It becomes clear that Scotland gets mentioned when it affects England and only then. Unless there’s a joke to be made at our expense. The ignorance is thick and its way past time we were rid of it.
I was 27 when I went to London. It seems odd, but at the time I hadn’t thought much about Scotland’s place in the UK. I’d noticed only-Scottish-when-they’re-losing sport and got annoyed every time the UK was conflated with England, but that was probably it.
Scotland’s parliament had just returned and Braveheart shocking generations of Scots with the knowledge that their country had a history was only six years past. For most of us, independence was not considered.
Yet from small seeds… My London experience opened my eyes a wee bit to Scotland’s place in the UK. The stereotypes bandied, the space opening up around me on the tube when I spoke to another Scot. Being called ‘Jock’. Nothing traumatic to be clear, but an impression.
An aside here. When I came back to Scotland at the end of 2001, I decided that since we had our own parliament and I had a proper grown-up job, I should join a political party. I chose the Scottish Greens because of my worries about climate change (I believe we now call this climate breakdown, or the climate emergency). Interestingly, their manifesto also called for Scottish independence… which got me to wondering. Why would an environmental party be pro-independence? Their reasoning opened my eyes to seeing independence as being about more than simply flag waving. To what some call civic, rather than ethnic, nationalism.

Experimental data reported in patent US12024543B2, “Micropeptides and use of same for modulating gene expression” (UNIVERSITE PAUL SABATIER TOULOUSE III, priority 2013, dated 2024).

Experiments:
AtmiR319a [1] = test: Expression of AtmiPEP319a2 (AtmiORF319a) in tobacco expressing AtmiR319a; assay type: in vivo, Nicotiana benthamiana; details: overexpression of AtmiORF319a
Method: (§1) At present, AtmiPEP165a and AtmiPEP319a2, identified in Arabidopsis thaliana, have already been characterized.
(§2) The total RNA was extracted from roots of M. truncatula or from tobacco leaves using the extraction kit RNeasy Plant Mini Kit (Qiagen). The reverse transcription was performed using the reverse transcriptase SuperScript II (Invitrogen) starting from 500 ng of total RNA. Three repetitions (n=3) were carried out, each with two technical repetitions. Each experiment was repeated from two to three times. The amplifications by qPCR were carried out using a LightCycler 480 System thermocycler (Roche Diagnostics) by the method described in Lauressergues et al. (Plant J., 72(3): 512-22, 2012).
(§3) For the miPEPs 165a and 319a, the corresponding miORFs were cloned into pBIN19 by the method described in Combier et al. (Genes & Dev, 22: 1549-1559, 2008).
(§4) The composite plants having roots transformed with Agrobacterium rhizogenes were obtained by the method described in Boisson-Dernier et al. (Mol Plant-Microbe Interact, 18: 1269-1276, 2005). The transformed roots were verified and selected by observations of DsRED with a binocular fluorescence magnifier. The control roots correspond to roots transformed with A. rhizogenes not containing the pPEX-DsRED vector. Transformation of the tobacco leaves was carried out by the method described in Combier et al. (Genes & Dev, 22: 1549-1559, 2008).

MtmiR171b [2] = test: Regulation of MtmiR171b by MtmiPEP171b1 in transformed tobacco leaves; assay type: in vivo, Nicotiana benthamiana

Now back to the main story: the media Before Times and 2007, where Gordon Brown becomes PM. I was and very much am not a fan. Regardless, I very clearly noted that UK media called him Scots in a derogatory fashion, including even the Guardian, who I had until then thought where okay. This, then, was the second major point when I realised the UK media had no clue about Scotland, or even that their attitude to it was problematic. It would not be a great exaggeration to write that media anti-Scottishness was a trigger that helped push me towards wanting Scotland’s independence.